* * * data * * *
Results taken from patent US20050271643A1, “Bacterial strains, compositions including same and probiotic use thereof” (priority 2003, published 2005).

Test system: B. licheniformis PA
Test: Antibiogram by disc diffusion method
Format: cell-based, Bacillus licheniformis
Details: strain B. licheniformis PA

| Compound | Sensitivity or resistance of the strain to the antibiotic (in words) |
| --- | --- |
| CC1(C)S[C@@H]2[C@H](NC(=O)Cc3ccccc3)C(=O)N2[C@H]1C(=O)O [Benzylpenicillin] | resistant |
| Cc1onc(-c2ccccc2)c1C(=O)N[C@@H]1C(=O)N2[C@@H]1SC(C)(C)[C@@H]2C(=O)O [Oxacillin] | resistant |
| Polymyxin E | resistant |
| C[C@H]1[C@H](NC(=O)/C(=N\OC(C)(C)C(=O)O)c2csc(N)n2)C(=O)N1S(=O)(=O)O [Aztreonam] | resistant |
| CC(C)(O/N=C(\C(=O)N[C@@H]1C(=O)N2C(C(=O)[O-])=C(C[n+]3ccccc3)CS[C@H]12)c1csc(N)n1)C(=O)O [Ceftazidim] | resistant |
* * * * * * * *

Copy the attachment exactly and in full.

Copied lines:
Results taken from patent US20050271643A1, “Bacterial strains, compositions including same and probiotic use thereof” (priority 2003, published 2005).

Test system: B. licheniformis PA
Test: Antibiogram by disc diffusion method
Format: cell-based, Bacillus licheniformis
Details: strain B. licheniformis PA

| Compound | Sensitivity or resistance of the strain to the antibiotic (in words) |
| --- | --- |
| CC1(C)S[C@@H]2[C@H](NC(=O)Cc3ccccc3)C(=O)N2[C@H]1C(=O)O [Benzylpenicillin] | resistant |
| Cc1onc(-c2ccccc2)c1C(=O)N[C@@H]1C(=O)N2[C@@H]1SC(C)(C)[C@@H]2C(=O)O [Oxacillin] | resistant |
| Polymyxin E | resistant |
| C[C@H]1[C@H](NC(=O)/C(=N\OC(C)(C)C(=O)O)c2csc(N)n2)C(=O)N1S(=O)(=O)O [Aztreonam] | resistant |
| CC(C)(O/N=C(\C(=O)N[C@@H]1C(=O)N2C(C(=O)[O-])=C(C[n+]3ccccc3)CS[C@H]12)c1csc(N)n1)C(=O)O [Ceftazidim] | resistant |